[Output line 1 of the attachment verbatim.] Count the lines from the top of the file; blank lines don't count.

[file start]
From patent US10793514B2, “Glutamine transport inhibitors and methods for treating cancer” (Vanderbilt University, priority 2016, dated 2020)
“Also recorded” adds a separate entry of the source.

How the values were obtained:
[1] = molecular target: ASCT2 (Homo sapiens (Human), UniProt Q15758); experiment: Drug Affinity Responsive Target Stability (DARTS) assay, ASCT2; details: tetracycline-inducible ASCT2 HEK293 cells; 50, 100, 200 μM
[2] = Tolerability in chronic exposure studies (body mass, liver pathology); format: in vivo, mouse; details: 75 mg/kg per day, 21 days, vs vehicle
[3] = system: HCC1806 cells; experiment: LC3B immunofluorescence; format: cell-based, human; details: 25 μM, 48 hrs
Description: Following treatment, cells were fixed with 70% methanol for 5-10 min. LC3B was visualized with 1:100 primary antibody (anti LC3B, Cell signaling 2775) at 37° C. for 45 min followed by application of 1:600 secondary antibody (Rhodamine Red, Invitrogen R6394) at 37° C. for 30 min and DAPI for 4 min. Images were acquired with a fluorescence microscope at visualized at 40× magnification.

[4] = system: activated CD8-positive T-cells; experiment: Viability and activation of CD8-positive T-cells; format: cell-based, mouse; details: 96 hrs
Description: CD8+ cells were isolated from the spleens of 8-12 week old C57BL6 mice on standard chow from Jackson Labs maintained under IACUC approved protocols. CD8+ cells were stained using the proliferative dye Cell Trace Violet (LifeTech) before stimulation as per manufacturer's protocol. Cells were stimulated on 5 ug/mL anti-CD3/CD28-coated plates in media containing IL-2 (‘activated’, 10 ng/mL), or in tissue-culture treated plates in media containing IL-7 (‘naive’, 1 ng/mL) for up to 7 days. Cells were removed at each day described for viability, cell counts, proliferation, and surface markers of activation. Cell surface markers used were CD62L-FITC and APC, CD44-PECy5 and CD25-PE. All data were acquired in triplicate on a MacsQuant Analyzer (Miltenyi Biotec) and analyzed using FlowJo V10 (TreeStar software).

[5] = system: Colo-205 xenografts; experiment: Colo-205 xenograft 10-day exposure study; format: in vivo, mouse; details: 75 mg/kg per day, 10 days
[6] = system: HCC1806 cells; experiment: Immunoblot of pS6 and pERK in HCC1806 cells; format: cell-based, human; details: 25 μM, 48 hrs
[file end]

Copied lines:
From patent US10793514B2, “Glutamine transport inhibitors and methods for treating cancer” (Vanderbilt University, priority 2016, dated 2020)